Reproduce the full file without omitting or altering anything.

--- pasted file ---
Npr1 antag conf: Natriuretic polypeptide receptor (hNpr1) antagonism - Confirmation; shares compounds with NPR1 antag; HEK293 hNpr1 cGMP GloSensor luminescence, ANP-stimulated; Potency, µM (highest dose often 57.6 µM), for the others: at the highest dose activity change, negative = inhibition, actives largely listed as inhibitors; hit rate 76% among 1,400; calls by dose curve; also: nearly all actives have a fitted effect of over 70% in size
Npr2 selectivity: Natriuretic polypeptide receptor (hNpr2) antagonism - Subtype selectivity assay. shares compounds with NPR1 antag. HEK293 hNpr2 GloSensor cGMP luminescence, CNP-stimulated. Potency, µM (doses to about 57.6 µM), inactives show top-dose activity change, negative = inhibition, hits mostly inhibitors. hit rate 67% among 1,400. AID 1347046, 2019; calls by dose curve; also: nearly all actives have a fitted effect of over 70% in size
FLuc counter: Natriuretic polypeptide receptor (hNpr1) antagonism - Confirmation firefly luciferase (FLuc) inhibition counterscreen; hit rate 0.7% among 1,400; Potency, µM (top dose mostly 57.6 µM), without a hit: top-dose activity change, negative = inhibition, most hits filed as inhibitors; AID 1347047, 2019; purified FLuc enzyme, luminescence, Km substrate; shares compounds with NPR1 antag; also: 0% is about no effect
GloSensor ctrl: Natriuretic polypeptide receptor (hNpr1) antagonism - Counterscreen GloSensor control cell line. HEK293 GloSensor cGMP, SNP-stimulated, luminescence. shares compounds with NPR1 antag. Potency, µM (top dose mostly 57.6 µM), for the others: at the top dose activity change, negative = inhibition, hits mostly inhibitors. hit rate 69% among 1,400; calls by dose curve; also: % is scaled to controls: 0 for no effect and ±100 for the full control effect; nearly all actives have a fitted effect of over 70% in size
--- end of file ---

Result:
Npr1 antag conf: Natriuretic polypeptide receptor (hNpr1) antagonism - Confirmation; shares compounds with NPR1 antag; HEK293 hNpr1 cGMP GloSensor luminescence, ANP-stimulated; Potency, µM (highest dose often 57.6 µM), for the others: at the highest dose activity change, negative = inhibition, actives largely listed as inhibitors; hit rate 76% among 1,400; calls by dose curve; also: nearly all actives have a fitted effect of over 70% in size
Npr2 selectivity: Natriuretic polypeptide receptor (hNpr2) antagonism - Subtype selectivity assay. shares compounds with NPR1 antag. HEK293 hNpr2 GloSensor cGMP luminescence, CNP-stimulated. Potency, µM (doses to about 57.6 µM), inactives show top-dose activity change, negative = inhibition, hits mostly inhibitors. hit rate 67% among 1,400. AID 1347046, 2019; calls by dose curve; also: nearly all actives have a fitted effect of over 70% in size
FLuc counter: Natriuretic polypeptide receptor (hNpr1) antagonism - Confirmation firefly luciferase (FLuc) inhibition counterscreen; hit rate 0.7% among 1,400; Potency, µM (top dose mostly 57.6 µM), without a hit: top-dose activity change, negative = inhibition, most hits filed as inhibitors; AID 1347047, 2019; purified FLuc enzyme, luminescence, Km substrate; shares compounds with NPR1 antag; also: 0% is about no effect
GloSensor ctrl: Natriuretic polypeptide receptor (hNpr1) antagonism - Counterscreen GloSensor control cell line. HEK293 GloSensor cGMP, SNP-stimulated, luminescence. shares compounds with NPR1 antag. Potency, µM (top dose mostly 57.6 µM), for the others: at the top dose activity change, negative = inhibition, hits mostly inhibitors. hit rate 69% among 1,400; calls by dose curve; also: % is scaled to controls: 0 for no effect and ±100 for the full control effect; nearly all actives have a fitted effect of over 70% in size